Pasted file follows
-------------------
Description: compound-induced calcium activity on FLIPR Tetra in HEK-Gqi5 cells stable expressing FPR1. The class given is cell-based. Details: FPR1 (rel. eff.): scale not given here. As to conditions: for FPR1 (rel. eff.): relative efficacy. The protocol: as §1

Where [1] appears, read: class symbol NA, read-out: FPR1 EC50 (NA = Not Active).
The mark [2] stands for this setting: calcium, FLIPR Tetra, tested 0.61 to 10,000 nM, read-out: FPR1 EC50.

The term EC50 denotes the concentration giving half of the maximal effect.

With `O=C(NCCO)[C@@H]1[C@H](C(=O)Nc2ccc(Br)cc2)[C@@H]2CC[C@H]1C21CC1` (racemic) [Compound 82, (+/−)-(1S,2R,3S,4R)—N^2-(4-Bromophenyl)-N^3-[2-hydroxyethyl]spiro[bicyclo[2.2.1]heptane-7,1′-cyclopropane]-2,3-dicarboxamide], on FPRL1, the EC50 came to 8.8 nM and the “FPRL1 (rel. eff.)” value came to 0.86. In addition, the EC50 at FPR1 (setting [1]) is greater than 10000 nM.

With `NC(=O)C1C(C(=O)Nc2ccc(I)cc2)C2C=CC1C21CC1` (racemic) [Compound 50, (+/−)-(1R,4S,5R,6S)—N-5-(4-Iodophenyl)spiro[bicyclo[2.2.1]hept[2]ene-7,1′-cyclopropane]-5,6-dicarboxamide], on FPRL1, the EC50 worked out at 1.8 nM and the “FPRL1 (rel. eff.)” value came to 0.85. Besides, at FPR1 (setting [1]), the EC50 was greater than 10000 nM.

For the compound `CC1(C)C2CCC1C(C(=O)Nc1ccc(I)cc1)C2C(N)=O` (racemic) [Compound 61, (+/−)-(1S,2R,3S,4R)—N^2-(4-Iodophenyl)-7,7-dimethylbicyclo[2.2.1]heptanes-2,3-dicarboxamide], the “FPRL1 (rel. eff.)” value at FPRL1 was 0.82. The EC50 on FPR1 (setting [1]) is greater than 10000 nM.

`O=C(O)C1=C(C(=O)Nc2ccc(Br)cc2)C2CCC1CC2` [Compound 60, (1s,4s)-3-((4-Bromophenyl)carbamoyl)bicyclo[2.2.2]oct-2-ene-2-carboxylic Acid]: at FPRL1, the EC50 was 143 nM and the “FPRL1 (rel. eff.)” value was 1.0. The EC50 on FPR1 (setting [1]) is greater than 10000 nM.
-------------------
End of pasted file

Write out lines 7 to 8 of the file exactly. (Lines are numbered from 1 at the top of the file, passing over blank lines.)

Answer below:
For the compound `CC1(C)C2CCC1C(C(=O)Nc1ccc(I)cc1)C2C(N)=O` (racemic) [Compound 61, (+/−)-(1S,2R,3S,4R)—N^2-(4-Iodophenyl)-7,7-dimethylbicyclo[2.2.1]heptanes-2,3-dicarboxamide], the “FPRL1 (rel. eff.)” value at FPRL1 was 0.82. The EC50 on FPR1 (setting [1]) is greater than 10000 nM.

`O=C(O)C1=C(C(=O)Nc2ccc(Br)cc2)C2CCC1CC2` [Compound 60, (1s,4s)-3-((4-Bromophenyl)carbamoyl)bicyclo[2.2.2]oct-2-ene-2-carboxylic Acid]: at FPRL1, the EC50 was 143 nM and the “FPRL1 (rel. eff.)” value was 1.0. The EC50 on FPR1 (setting [1]) is greater than 10000 nM.